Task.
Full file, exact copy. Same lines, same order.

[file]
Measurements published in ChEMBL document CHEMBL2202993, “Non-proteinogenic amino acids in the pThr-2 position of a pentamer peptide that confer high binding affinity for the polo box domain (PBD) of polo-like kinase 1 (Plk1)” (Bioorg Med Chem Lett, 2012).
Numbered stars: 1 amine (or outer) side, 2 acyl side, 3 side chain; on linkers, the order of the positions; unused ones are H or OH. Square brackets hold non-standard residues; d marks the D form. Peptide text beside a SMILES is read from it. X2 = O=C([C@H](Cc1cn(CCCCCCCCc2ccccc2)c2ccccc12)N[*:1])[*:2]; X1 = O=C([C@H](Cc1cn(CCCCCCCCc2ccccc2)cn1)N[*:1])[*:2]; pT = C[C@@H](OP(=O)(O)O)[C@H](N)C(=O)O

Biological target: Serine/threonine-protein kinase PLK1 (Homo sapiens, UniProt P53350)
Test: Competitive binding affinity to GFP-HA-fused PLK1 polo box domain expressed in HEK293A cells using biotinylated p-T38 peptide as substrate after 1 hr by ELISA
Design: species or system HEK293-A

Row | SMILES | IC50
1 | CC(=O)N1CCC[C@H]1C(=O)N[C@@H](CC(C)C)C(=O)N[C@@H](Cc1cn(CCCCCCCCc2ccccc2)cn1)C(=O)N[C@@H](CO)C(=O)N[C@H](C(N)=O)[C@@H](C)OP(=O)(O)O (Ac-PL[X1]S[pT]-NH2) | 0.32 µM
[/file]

Measurements published in ChEMBL document CHEMBL2202993, “Non-proteinogenic amino acids in the pThr-2 position of a pentamer peptide that confer high binding affinity for the polo box domain (PBD) of polo-like kinase 1 (Plk1)” (Bioorg Med Chem Lett, 2012).
Numbered stars: 1 amine (or outer) side, 2 acyl side, 3 side chain; on linkers, the order of the positions; unused ones are H or OH. Square brackets hold non-standard residues; d marks the D form. Peptide text beside a SMILES is read from it. X2 = O=C([C@H](Cc1cn(CCCCCCCCc2ccccc2)c2ccccc12)N[*:1])[*:2]; X1 = O=C([C@H](Cc1cn(CCCCCCCCc2ccccc2)cn1)N[*:1])[*:2]; pT = C[C@@H](OP(=O)(O)O)[C@H](N)C(=O)O

Biological target: Serine/threonine-protein kinase PLK1 (Homo sapiens, UniProt P53350)
Test: Competitive binding affinity to GFP-HA-fused PLK1 polo box domain expressed in HEK293A cells using biotinylated p-T38 peptide as substrate after 1 hr by ELISA
Design: species or system HEK293-A

Row | SMILES | IC50
1 | CC(=O)N1CCC[C@H]1C(=O)N[C@@H](CC(C)C)C(=O)N[C@@H](Cc1cn(CCCCCCCCc2ccccc2)cn1)C(=O)N[C@@H](CO)C(=O)N[C@H](C(N)=O)[C@@H](C)OP(=O)(O)O (Ac-PL[X1]S[pT]-NH2) | 0.32 µM